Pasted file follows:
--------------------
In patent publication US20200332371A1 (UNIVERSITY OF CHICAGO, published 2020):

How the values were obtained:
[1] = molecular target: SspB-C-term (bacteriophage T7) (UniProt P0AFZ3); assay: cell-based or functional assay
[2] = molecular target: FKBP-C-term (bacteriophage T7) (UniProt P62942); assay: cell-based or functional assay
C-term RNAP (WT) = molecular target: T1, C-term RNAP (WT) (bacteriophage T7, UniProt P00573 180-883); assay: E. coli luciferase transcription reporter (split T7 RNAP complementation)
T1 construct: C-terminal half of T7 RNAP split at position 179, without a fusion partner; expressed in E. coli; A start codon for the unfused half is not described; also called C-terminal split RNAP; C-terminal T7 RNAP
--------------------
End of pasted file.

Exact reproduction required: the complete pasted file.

In patent publication US20200332371A1 (UNIVERSITY OF CHICAGO, published 2020):

How the values were obtained:
[1] = molecular target: SspB-C-term (bacteriophage T7) (UniProt P0AFZ3); assay: cell-based or functional assay
[2] = molecular target: FKBP-C-term (bacteriophage T7) (UniProt P62942); assay: cell-based or functional assay
C-term RNAP (WT) = molecular target: T1, C-term RNAP (WT) (bacteriophage T7, UniProt P00573 180-883); assay: E. coli luciferase transcription reporter (split T7 RNAP complementation)
T1 construct: C-terminal half of T7 RNAP split at position 179, without a fusion partner; expressed in E. coli; A start codon for the unfused half is not described; also called C-terminal split RNAP; C-terminal T7 RNAP